Since 1973, this Washington, D.C.-based trade association has been the leading trade association for the dietary supplement industry. CRN represents over 150 companies in the industry, from suppliers to manufacturers. CRN expects all members to follow all relevant federal and state regulations regarding quality control, manufacturing, marketing, and safety. Furthermore, CRN members must also to adhere to voluntary guidelines and CRN’s Code of Ethics.

 

 

 

References

  1. https://belabelwise.org/
  2. https://www.crnusa.org/newsroom/crn-launches-campaign-educate-consumers-dietary-supplement-label-changes
  3. https://belabelwise.org/fact-sheet/
  4. https://www.fda.gov/food/food-labeling-nutrition/changes-nutrition-facts-label
by Will Cartwright Will Cartwright No Comments

Label Design: The Importance of a Great Design

You can’t judge a book by its cover. Although we all like to believe that this age-old saying is true, the reality is very different. In general, we all judge everyone and everything based on appearances. We actually do judge actual books by their actual covers!

When it comes to products on store shelves or in online stores, appearances mean everything. Since the average person makes judgements based on appearances, your product label design is one of the most important things to consider. So how do create a label that catches a consumer’s eye? In this article, we offer some tips on label design. Also, we’ll review suggestions for keeping your labels FDA-compliant.

Examples of Good Label Design

Whether you sell products in an online store or on shelves in a physical store, perfecting your label design is crucial. The right design will be visually appealing and also attractive. To help you create a perfect product label, below are some useful tips.

Marketing Strategy

Before you design and produce a label, the first step is to start with a little of marketing strategy. For example, which segment of the population will you target? Older adults? Kids? Health-conscious adults of all ages? By defining your prospective clientele, you’ll have a better idea the type of label you need. Additionally, doing your own independent market research will be helpful. This is actually easier than it sounds. Visit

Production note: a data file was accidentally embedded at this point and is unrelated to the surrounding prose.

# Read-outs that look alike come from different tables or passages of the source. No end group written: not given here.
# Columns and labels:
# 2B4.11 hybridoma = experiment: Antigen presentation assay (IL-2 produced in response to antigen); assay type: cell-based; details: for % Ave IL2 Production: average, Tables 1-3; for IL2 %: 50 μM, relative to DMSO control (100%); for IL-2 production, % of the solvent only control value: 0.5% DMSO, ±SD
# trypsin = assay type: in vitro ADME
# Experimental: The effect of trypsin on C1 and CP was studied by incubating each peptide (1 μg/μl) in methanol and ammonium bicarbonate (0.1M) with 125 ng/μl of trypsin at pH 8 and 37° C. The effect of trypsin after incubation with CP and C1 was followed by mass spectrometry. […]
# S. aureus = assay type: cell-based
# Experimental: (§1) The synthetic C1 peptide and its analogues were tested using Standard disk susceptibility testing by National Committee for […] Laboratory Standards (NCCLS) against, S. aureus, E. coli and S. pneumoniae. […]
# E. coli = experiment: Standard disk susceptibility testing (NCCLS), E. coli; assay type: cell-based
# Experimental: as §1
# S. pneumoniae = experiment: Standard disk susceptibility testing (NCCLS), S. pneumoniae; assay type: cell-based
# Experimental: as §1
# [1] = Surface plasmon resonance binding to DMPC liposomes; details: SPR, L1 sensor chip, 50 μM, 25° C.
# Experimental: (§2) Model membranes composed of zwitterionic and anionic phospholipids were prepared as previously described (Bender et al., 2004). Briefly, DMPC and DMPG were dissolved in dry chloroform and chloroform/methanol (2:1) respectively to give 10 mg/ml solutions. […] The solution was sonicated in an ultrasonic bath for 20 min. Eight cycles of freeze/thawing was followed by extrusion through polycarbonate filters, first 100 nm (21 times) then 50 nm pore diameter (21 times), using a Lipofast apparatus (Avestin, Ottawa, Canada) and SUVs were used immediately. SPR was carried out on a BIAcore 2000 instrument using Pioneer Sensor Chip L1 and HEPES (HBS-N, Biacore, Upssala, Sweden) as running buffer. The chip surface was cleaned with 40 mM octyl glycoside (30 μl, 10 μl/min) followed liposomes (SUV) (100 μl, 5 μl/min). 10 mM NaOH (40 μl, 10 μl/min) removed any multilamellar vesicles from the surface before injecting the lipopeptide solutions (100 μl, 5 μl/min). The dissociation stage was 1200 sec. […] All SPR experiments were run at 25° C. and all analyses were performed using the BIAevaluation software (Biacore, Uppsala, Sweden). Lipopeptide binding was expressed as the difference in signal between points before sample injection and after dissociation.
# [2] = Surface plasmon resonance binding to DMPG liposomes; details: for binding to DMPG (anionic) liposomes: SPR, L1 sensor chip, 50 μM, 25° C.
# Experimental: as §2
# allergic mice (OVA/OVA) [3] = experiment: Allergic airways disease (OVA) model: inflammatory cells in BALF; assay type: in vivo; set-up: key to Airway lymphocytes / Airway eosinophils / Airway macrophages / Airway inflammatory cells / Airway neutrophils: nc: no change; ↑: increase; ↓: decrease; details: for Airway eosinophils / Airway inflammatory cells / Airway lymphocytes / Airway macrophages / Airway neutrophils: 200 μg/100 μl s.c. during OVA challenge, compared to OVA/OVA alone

local retailers and online stores and see which labels catch your eye. Take notes on design elements like color schemes, text size and colors, graphics, and others. If a design attracts your attention, then similar design elements will probably attract others too.

A sample label in cool colors.

Design Tips

Although a label’s fine print is important information, it isn’t the thing that draws people in . Even if they aren’t consciously aware of it, whenever people see a product label, they notice are the style and design. To help you achieve a great look for your label, below are the main visual elements to focus on.

Colors

Did you know that different colors communicate different things? Here are a few examples of colors and the messages they convey (1)

  • Red – In general, reds grab your attention. It communicates passion, power, energy, love, aggression, heat, danger, intensity, and strength.
  • Blue – A calming color that conveys serenity, positivity, loyalty, trustworthiness, friendliness, sweetness, charm, harmony, unity, stability.
  • Yellow – Communicates joy and happiness and attracts attention. Also, “optimism, enlightenment, wisdom, cheer, idealism, hope, clarity
  • Black – Formality, sophistication, elegance, a sense of mystery, authority, but also fear, mystery, anger, and mourning.
  • White – Represents purity, cleanliness, innocence, cold, simplicity, and sterility.
  • Orange – Another attention grabber, orange also communicates enthusiasm, fun, energy, vigor, audacity, healing, immunity, success, balance, and creativity.
  • Green – Provides a sense of life, vitality, health, growth, renewal, calmness, freshness, and generosity, but also jealousy.
  • Pink – A stereotypical female color that communicates love and romance but also calmness, optimism, nurture, and softness.
  • Brown – Provokes a sense of nature, earthiness, simplicity, ruggedness, sincerity, stability. When used in design, brown sometimes represents the environment. Also, in some packaging, it may represent ‘natural’ ingredients.
  • Purple – royalty, spirituality, romance, luxury, extravagance, wisdom, mourning, ceremony.